TOKYO: Spending among Japanese households fell for an eighth successive month in October despite the unemployment rate sitting at a 21-year low, government data showed Tuesday.
Japan needs stronger consumer spending if Prime Minister Shinzo Abe’s plans to revitalise the world’s third-largest economy—now nearly four years old—are to succeed.
Last week, the internal affairs ministry core consumer prices, which exclude volatile fresh food costs, fell again in October to extend the longest run of declines for five years.
The ministry said Tuesday that household spending last month dropped 0.4 percent from a year earlier.
It was, however, a smaller decline than the 2.1 percent drop in September, partly because of higher vegetable prices.
“Household spending has been flat in the past year because disposable income has not increased,” said Yoshiki Shinke, chief economist at Dai-ichi Life Research Institute.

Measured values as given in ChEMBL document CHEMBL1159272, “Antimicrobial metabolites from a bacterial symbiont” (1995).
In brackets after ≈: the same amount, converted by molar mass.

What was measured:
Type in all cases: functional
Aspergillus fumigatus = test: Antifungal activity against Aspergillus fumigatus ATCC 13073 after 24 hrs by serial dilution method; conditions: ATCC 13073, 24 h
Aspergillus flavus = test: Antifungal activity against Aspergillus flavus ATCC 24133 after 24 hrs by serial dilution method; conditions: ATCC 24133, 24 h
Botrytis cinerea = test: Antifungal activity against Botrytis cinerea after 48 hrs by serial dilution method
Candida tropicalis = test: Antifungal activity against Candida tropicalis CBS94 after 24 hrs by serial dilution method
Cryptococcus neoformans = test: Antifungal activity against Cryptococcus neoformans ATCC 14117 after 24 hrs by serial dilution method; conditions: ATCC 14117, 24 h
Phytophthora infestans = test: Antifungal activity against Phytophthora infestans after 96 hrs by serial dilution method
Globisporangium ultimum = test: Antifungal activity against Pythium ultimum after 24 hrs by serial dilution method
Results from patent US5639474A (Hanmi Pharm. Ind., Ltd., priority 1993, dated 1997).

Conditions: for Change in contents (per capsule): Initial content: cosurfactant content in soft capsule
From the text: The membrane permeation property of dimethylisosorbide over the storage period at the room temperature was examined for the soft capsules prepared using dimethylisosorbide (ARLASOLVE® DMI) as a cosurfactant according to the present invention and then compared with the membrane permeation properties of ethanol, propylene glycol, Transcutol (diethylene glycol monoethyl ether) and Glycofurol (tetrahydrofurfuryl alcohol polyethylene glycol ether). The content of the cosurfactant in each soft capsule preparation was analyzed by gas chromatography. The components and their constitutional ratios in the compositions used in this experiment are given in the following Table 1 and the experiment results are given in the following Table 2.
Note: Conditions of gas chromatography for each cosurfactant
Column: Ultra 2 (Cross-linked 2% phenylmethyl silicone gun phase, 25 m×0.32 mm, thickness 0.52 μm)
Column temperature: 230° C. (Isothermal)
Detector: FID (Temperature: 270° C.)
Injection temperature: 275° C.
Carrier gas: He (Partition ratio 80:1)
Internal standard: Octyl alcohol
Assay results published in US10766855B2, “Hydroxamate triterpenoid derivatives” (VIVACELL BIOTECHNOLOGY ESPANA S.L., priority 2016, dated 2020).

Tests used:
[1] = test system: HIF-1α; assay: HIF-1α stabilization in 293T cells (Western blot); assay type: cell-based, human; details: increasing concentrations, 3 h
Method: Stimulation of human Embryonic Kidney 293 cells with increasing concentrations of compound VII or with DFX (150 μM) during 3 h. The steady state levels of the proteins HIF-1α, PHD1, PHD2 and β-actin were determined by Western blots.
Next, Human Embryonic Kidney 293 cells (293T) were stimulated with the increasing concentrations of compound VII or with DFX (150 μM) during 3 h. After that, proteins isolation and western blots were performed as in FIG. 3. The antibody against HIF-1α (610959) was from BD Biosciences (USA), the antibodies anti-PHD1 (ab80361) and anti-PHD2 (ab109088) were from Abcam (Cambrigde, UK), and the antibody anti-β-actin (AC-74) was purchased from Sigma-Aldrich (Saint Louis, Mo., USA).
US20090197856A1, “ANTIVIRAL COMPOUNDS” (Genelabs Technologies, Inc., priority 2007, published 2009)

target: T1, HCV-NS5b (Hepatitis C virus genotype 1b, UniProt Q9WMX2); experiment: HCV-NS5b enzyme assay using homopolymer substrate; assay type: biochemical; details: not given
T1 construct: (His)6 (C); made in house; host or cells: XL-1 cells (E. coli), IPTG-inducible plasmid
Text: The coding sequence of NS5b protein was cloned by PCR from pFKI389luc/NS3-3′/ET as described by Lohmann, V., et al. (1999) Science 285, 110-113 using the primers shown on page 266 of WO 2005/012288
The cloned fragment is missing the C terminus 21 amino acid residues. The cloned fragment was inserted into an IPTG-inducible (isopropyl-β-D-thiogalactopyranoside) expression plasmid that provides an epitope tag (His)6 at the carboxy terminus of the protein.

“Even though salaries are rising, the pace of their increase is not so big compared with the gain in social insurance premiums, and people have seen no prospects that their salaries will rise in a sustainable way,” he told Agence France-Presse.
Jobs data stayed positive, with the unemployment rate remaining at 3.0 percent, unchanged from September and the lowest since 1995.
The labour ministry separately said the ratio of job offers to job seekers came in at more than 25-year high of 1.40 in October, meaning there were 140 offers for every 100 job hunters.
Japan’s central bank this month pushed back the timeline for hitting its 2.0 percent inflation target to March 2019—four years later than its original target and the latest in a string of delays.